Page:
The controversy over the National Security Agency's surveillance programs has exposed a problem in the oversight of those programs: The development of the relevant technology has outpaced the laws and policies that govern its use.
Have you ever wanted to see a woolly mammoth skeleton? How about Amelia Earhart's flight suit (one worn before her fateful last flight, mind you)?
To see them in person, you can visit the Smithsonian's Natural History and Postal museums, respectively, in Washington, D.C. But now you can take a closer look — in 3-D — on the Smithsonian website, too. The institution has made 20 digitized objects from among its vast holdings available online to the public for viewing from every possible angle.
Originally published on Mon November 11, 2013 3:41 pm
More than a ton of advanced electronics, including an ion engine and sensors that help detect variations in gravity, crashed into Earth's atmosphere Sunday night, when the European GOCE satellite ended its four-year mission. Most of the 2,425-pound craft disintegrated when it re-entered the atmosphere over the South Atlantic Ocean; about 25 percent did not.
Ronald Heifetz has been a professor of public leadership at Harvard's Kennedy School for three decades, teaching classes that have included aspiring business leaders and budding heads of state. Each year, he says, the students start his course thinking they'll learn the answer to one question:
As leaders, how can they get others to follow them?
Originally published on Tue November 12, 2013 12:43 pm
In Dave Eggers' terrific new novel, The Circle, set at a California computer company, a cult of connection is slowly taking over the United States and spreading around the globe. An evolving cultural preference for constant sharing by way of computer and camera is turning any citizen's wish for privacy into a scorned, misanthropic secrecy.
Originally published on Wed October 30, 2013 10:29 am
Whenever you look at the teeming, rich and oh-so-various world, if you've got the right eyes, if you've got the eyes of a mathematician, you will find patterns — simple, elegant forms hiding in everything you see. Those patterns explain why sugar dissolves in a cup of coffee, why clouds release rain, why a heavy plane can climb into the sky.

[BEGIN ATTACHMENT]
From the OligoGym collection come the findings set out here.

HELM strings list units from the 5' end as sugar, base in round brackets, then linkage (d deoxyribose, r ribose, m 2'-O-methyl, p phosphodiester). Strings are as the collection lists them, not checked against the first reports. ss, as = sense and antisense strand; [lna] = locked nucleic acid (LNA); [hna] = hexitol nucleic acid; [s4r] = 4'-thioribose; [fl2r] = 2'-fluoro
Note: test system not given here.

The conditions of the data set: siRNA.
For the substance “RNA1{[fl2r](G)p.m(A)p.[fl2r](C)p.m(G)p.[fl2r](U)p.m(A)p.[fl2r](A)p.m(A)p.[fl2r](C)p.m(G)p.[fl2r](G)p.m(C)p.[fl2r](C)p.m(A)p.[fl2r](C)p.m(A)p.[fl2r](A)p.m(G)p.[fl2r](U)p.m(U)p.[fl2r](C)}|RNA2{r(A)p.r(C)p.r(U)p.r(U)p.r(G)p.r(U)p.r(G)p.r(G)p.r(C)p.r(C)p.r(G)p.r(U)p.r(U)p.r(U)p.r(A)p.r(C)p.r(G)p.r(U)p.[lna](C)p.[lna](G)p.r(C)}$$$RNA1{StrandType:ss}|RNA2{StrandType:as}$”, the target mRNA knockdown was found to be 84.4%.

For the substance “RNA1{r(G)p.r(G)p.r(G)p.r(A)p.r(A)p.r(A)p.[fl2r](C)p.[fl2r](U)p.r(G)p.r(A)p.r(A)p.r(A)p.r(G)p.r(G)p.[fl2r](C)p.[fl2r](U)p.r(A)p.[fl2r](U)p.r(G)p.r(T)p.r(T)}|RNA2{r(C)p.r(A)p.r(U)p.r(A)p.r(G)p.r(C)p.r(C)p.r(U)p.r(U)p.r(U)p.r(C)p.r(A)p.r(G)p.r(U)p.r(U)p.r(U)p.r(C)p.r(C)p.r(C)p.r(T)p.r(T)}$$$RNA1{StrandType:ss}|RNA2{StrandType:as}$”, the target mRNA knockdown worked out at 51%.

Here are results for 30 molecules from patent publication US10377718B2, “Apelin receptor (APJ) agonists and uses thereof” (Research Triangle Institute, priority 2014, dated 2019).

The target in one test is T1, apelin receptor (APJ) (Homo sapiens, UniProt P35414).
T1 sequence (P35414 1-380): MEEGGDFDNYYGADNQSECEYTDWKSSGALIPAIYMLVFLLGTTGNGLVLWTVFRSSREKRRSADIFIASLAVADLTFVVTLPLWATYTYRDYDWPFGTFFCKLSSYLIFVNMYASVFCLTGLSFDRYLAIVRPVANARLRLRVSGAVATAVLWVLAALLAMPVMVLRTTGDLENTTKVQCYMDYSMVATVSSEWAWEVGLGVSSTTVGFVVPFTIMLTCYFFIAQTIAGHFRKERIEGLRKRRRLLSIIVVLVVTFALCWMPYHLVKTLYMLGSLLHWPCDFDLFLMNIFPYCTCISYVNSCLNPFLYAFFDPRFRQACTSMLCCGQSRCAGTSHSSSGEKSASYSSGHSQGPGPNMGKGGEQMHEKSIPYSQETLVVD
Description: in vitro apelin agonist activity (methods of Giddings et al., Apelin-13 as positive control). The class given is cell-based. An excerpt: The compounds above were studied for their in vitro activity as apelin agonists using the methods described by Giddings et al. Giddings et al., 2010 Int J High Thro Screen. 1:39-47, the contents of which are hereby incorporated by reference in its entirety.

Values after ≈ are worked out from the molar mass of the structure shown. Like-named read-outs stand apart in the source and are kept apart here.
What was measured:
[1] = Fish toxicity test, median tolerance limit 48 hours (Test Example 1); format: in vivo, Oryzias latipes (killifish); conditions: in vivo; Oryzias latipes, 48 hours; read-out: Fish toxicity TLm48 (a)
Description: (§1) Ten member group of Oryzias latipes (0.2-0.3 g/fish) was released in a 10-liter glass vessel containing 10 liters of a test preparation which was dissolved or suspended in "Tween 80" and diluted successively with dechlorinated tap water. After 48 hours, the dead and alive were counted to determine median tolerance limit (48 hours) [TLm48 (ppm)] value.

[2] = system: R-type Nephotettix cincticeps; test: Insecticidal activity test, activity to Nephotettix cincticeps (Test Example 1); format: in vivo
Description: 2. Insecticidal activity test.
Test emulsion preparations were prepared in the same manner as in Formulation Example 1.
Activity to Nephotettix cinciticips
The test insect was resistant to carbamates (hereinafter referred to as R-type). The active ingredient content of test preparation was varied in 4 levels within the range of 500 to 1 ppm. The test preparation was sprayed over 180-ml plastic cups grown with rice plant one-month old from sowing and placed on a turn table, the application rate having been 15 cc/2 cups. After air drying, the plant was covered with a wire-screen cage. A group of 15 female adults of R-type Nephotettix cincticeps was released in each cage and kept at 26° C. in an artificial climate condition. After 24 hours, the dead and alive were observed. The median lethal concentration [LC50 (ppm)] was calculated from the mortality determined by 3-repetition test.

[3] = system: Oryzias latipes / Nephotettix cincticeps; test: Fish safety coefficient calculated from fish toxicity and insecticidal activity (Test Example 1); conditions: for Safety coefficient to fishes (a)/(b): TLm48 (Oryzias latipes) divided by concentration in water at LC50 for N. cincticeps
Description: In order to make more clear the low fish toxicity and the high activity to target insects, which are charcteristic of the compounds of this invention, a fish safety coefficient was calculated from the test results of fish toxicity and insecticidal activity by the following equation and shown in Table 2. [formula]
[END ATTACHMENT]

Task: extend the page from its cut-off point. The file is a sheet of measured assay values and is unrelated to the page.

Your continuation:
Originally published on Tue October 29, 2013 1:00 pm
Smartphones and tablets. You can't miss them, and your kids can't resist them. Even the smallest children — 40 percent of kids 8 years old and under — have used their parents' mobile devices, according to a survey out this week by the nonprofit Common Sense Media.
You probably know, or should know, that your cellphone is tracking your location everywhere you go. But whether law enforcement officials should have access to that data is at the center of a constitutional debate.
Matt Blaze, a professor of computer and information science at the University of Pennsylvania, says location tracking is key to how the cell system operates.
Anthropologist Lynne Isbell was running through a glade in central Kenya in 1992 when something suddenly caused her to freeze in her tracks. "I stopped just in front of a cobra," she says. "It was raised with its hood spread out."
Isbell, who is at the University of California, Davis, says she has spent the past couple of decades trying to understand how she could have reacted before her conscious brain even had a chance to think — cobra!
This week, we're exploring the tech frontier through the eyes of our children. So we're starting with the littlest ones — babies. Can certain kinds of screen time help babies learn?
To find some answers, I employed the help of my 1-year-old daughter, Eva. She's still a wobbly walker and the sum total of her speaking skills sound like gibberish. But she has no problem activating Siri, the virtual assistant on my iPhone. Her 16-month-old friend, Lily, is even savvier with the gadgets.
Morning recess at St. Augustine Catholic School in Culver City, Calif., is like recess in many other schools. Children run and play in the afternoon sun. But nearby, away from the basketball hoops and the games of tag, the staff is preparing.
Next to the playground sits a cargo container full of supplies: water, duct tape, an axe, a shovel and a generator along with gasoline. All of these supplies are here just in case the freeways are cut off or the power goes out — in case there is a major, destructive earthquake.
Originally published on Wed October 23, 2013 4:22 pm
This weekend I finally caught up with the rest of America's moviegoers and went to see Gravity, the blockbuster directed by Mexico's Alfonso Cuarón, of Harry Potter and YTu Mamá También fame. The movie stars Sandra Bullock as a Ph.D. medical engineer on her first space mission and George Clooney as an unflappable veteran astronaut. Somehow, Bullock, the medical engineer, is sent on a mission to fix the Hubble Space Telescope. (Huh?)
Originally published on Wed October 23, 2013 11:21 am
The National Oceanic and Atmospheric Administration, the federal agency charged with surveying the nation's navigable waters to help keep mariners off the rocks and out of the shallows, will cease printing paper charts after mid-April.